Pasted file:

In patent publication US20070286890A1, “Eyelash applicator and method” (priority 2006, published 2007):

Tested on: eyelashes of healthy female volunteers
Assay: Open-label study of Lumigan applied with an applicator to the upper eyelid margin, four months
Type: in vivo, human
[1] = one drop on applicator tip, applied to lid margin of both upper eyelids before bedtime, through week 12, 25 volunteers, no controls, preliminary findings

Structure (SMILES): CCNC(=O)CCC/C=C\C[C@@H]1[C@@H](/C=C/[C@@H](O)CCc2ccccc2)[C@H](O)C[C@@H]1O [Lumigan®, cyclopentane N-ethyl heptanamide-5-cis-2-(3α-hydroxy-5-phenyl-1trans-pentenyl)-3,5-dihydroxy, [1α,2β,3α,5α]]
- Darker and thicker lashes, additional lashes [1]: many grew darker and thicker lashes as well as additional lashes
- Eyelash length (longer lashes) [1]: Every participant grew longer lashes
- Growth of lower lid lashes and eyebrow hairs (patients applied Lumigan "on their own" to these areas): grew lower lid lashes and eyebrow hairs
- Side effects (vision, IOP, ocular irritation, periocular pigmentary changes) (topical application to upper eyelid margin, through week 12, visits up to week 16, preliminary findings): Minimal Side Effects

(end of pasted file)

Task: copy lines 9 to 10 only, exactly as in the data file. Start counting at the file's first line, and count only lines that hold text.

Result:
- Growth of lower lid lashes and eyebrow hairs (patients applied Lumigan "on their own" to these areas): grew lower lid lashes and eyebrow hairs
- Side effects (vision, IOP, ocular irritation, periocular pigmentary changes) (topical application to upper eyelid margin, through week 12, visits up to week 16, preliminary findings): Minimal Side Effects